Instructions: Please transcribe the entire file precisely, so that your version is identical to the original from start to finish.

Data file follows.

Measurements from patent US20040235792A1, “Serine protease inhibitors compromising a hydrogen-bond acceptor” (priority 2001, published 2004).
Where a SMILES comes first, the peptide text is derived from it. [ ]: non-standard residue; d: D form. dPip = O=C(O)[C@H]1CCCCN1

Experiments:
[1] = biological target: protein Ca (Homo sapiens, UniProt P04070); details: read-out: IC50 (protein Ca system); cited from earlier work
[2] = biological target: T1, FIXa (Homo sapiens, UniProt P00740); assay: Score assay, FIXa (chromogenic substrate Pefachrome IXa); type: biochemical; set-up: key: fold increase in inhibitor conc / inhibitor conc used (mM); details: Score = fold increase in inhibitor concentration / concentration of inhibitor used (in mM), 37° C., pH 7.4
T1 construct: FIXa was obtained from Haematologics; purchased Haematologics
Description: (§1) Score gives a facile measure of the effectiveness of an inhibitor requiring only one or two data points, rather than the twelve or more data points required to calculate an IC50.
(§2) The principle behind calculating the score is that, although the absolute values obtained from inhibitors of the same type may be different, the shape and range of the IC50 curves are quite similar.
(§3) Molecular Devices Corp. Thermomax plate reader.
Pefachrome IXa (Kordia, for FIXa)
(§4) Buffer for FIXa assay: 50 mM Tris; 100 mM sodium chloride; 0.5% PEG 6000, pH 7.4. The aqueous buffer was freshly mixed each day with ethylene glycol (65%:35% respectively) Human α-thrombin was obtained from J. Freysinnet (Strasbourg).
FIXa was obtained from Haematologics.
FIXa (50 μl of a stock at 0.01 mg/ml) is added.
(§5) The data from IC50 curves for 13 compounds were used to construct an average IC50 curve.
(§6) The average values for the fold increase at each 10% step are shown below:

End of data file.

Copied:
Measurements from patent US20040235792A1, “Serine protease inhibitors compromising a hydrogen-bond acceptor” (priority 2001, published 2004).
Where a SMILES comes first, the peptide text is derived from it. [ ]: non-standard residue; d: D form. dPip = O=C(O)[C@H]1CCCCN1

Experiments:
[1] = biological target: protein Ca (Homo sapiens, UniProt P04070); details: read-out: IC50 (protein Ca system); cited from earlier work
[2] = biological target: T1, FIXa (Homo sapiens, UniProt P00740); assay: Score assay, FIXa (chromogenic substrate Pefachrome IXa); type: biochemical; set-up: key: fold increase in inhibitor conc / inhibitor conc used (mM); details: Score = fold increase in inhibitor concentration / concentration of inhibitor used (in mM), 37° C., pH 7.4
T1 construct: FIXa was obtained from Haematologics; purchased Haematologics
Description: (§1) Score gives a facile measure of the effectiveness of an inhibitor requiring only one or two data points, rather than the twelve or more data points required to calculate an IC50.
(§2) The principle behind calculating the score is that, although the absolute values obtained from inhibitors of the same type may be different, the shape and range of the IC50 curves are quite similar.
(§3) Molecular Devices Corp. Thermomax plate reader.
Pefachrome IXa (Kordia, for FIXa)
(§4) Buffer for FIXa assay: 50 mM Tris; 100 mM sodium chloride; 0.5% PEG 6000, pH 7.4. The aqueous buffer was freshly mixed each day with ethylene glycol (65%:35% respectively) Human α-thrombin was obtained from J. Freysinnet (Strasbourg).
FIXa was obtained from Haematologics.
FIXa (50 μl of a stock at 0.01 mg/ml) is added.
(§5) The data from IC50 curves for 13 compounds were used to construct an average IC50 curve.
(§6) The average values for the fold increase at each 10% step are shown below: